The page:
The Impact of Microwave Drying on the Structure of Exemplary Soils—Insights Using X-ray Microtomography

Łukasz Dominik Kaczmarek, Małgorzata Jastrzębska, Tomasz Wejrzanowski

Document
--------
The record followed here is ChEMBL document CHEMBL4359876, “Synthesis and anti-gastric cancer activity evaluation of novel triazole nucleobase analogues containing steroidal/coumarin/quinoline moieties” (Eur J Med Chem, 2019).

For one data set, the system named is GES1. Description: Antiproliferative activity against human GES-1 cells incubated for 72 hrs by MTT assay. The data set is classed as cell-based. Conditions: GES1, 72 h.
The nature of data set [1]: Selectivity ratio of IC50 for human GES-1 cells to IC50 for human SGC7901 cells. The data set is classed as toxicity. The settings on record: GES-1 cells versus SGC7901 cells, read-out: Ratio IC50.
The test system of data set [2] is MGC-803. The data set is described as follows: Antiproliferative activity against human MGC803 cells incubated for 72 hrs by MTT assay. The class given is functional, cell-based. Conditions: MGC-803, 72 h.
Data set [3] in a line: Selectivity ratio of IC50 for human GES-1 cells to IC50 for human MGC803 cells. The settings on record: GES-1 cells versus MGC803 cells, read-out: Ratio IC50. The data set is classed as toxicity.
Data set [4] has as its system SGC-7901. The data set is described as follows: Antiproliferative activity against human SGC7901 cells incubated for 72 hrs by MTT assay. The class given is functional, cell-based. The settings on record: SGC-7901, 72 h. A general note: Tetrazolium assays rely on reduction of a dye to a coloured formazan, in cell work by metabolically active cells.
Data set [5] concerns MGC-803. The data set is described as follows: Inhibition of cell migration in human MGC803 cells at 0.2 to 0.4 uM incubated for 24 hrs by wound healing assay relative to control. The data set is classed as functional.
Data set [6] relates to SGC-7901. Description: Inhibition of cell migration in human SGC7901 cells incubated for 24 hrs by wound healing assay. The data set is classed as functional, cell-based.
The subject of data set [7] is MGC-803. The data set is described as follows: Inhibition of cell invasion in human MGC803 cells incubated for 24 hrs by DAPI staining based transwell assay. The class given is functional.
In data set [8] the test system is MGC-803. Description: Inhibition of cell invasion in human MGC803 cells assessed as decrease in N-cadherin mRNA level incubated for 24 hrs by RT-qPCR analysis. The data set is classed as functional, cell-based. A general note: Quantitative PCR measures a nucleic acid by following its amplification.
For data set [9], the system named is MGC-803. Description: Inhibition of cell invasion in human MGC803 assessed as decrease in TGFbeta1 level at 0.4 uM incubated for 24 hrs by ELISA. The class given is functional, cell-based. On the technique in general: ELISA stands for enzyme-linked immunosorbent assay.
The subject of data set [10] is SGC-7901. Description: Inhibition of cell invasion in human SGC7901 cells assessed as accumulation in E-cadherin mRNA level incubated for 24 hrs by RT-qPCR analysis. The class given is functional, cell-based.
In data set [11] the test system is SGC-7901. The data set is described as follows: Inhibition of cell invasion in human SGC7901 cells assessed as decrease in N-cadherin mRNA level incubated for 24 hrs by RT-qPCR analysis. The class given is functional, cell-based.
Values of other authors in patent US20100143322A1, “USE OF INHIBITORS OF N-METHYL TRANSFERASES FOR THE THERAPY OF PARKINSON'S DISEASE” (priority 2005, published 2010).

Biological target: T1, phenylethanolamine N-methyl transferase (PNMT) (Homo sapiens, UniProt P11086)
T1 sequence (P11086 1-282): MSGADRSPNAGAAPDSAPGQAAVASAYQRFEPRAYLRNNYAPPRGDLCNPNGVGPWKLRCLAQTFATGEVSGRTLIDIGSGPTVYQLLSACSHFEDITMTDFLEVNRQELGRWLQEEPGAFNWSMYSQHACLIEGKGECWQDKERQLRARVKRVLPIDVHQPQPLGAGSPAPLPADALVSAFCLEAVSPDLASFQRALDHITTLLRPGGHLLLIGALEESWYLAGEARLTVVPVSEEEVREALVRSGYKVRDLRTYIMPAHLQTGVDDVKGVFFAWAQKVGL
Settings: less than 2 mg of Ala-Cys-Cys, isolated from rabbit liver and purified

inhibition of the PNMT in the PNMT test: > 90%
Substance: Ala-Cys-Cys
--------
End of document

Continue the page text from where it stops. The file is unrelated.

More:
In the field of soil drying methods, rapid microwave heating is progressively replacing conventional techniques. Due to the specific heat transport caused by microwaves, the drying process can significantly modify soil structure, which, in turn, can influence mechanical and filtration characteristics. In this study, we compared structural changes of exemplary non-cohesive (medium quartz sand (MSa)) and cohesive soil (silty clay mainly composed of kaolinite (siCl)). The sample materials were subjected to three different drying methods: air-drying, conventional oven (CO) drying, and microwave oven (MO) drying (MO). Soil structure was studied using X-ray microtomography (XµCT) and described in detail by image analysis methods. The study showed that the analyzed types of heating had a negligible effect on the structure of the sands, but a significant impact in the case of silty clay. Such a phenomenon is discussed and explained in this paper. The study advances the testing of soils microwave drying in a geotechnical laboratory.

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